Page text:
News that ConocoPhillips (COP -2.37%) planned to cut 10% of its workforce was perhaps not shocking given the recent downturn in oil prices.
The company, which has already laid off 1,000 workers this year, plans to slash another 1,800 jobs, according to The Associated Press. Blaming the cuts on the "dramatic downturn" of the energy industry in a statement to the news organization, ConocoPhillips made the cuts in part to offset the $179 million in losses it reported last quarter.
While the cuts by the energy company are significant, they pale in comparison to some of the largest ones in American history. They're similar, however, because in most cases huge layoffs are driven by massive market changes.
ConocoPhillips was caught in an unexpected market situation where oil prices plunged without warning showing no signs of an immediate recovery. Other companies have fallen victim to similar forces -- sometimes beyond their control and other times very much of there own doing.
4. General Motors was on the brink
In 2009 General Motors (GM -5.96%) was teetering on the edge of existence. The company had filed for bankruptcy protection and took a $50 billion loan from the United States government in order to restructure.
At the time of the company's struggles the entire American auto industry was in disarray due to the nationwide economic downturn driving down demand. As part of its restructuring GM closed more than a dozen factories, slashed its executive ranks by 35%, and cuts its overall workforce by 47,000, according to The Washington Post.
It was an unprecedented move for the U,S, government to become involved at that level, but ultimately it was a smart investment. The $50 billion was a mix of direct loans and the government taking an ownership position in the company. GM paid the loans back in 2010 and the U.S. had sold all of its stock by the end of 2013, USA Today reported.
Without the bailout the company may have gone out of business and the job loss, while significant, would have been much greater.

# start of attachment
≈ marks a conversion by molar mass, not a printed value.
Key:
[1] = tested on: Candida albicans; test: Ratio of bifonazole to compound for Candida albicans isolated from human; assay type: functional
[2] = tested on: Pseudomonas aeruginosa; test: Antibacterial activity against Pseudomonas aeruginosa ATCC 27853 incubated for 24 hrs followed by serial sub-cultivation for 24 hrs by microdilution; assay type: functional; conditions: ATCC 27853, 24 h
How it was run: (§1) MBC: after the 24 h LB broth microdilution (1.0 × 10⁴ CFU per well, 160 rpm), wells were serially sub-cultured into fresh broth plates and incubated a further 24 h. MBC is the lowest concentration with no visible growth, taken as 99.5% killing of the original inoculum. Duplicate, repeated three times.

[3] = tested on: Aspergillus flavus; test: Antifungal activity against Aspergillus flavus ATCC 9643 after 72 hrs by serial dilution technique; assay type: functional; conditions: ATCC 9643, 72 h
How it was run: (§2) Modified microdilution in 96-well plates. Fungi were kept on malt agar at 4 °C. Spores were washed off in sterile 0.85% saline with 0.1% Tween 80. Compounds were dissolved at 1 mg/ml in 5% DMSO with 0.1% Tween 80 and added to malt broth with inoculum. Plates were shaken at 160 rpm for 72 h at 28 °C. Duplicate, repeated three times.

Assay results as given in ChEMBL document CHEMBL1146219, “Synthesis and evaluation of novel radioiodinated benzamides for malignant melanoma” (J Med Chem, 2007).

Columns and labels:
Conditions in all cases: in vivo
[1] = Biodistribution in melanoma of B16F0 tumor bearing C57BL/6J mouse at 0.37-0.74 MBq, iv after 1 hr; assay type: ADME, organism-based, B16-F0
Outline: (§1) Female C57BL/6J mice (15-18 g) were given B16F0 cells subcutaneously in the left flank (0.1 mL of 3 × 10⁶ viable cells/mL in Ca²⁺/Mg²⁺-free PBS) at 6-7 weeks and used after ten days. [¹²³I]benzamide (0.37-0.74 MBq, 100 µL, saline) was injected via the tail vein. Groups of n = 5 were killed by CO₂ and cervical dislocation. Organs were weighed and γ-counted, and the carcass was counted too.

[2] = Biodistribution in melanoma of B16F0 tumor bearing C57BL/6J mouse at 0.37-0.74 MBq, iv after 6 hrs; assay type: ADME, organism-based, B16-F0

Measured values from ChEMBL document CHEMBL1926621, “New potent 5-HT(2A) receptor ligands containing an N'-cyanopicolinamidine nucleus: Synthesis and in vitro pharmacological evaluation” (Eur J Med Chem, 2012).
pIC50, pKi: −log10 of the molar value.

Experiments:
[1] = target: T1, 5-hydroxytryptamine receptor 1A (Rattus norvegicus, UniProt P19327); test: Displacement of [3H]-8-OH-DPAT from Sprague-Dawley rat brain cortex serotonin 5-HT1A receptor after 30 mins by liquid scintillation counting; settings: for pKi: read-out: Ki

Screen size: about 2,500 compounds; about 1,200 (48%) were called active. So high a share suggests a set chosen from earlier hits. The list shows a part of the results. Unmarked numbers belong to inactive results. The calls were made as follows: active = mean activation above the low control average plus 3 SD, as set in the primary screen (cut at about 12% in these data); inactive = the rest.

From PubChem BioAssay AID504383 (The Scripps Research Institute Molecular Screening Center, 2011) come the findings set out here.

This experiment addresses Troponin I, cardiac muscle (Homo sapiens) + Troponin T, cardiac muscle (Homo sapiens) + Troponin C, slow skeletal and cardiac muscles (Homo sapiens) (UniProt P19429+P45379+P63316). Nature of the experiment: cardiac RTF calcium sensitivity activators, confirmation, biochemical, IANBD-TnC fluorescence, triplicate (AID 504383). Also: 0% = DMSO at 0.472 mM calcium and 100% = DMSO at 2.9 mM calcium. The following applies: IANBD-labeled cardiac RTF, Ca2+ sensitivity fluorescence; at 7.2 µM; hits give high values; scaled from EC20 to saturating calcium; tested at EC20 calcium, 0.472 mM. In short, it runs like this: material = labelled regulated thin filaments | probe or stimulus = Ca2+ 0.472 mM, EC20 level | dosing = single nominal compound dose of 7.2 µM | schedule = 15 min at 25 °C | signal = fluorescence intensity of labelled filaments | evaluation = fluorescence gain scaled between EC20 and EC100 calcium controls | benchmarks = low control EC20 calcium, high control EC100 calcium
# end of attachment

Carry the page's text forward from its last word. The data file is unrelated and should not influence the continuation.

3. Sears was not ready to compete
For many years Sears (SHLDQ) was an untouchable success story. Through its retail stores and its catalogue the company was a part of many American's lives. The chain sold quality products at a good price and for a long time that was enough to drive growth.
That began to change in the early 1990s with the rise of Wal-Mart which offered lower prices. Sears was not prepared to compete with a challenger which undercut it at every turn and sales slipped necessitating a massive layoff of 50,000 employees in 1993. Most of the cut workers were from the company's sagging catalogue operation which it shuttered that year along with its catalogue stores, The Associated Press reported at the time.
Since those cuts the once-mighty retailer has never really recovered. It merged with K-Mart in 2005 and the combined company has struggled in the face of increased online competition and the ever-growing reach of Wal-Mart.
2. The economy forces cuts at CitiGroup
The second biggest layoff in American history happened during the economic downturn and credit crisis of 2008. CitiGroup (C -3.39%) was hit hard by the struggling economy and hat to layoff 50,000 workers in order to lower expenses to be able to move forward.
At the time some analysts thought the company had waited too long in the face of obvious problems.
"The patient was diagnosed with cancer a year ago and now they want to start giving them chemo," said William Smith, president of SAM Advisors LLC, told CNN Money. "I think it is too little too late."
That proved not to be true as CitiGroup managed to weather the crisis and remains a viable firm today.
1. IBM slashes its workforce
When IBM (IBM -3.92%) laid off 60,000 people in 1993 the move was shocking because the company had never before cut its workforce. A job at "Big Blue" was a job for life and the move to slash so many employees was driven by what The New York Times called at the time "part of a desperate struggle to streamline the stumbling computer giant."
These radical cuts were initiated by then CEO Louis Gerstner Jr. whose hiring itself was significant because he came from outside the company when IBM traditionally had promoted from within.The move happened during a period of great change in the computer industry when IBM lost its long-held dominance and needed to radically shift in order to survive.
Ultimately, as painful as the cuts were, the ship was righted and IBM found a new path.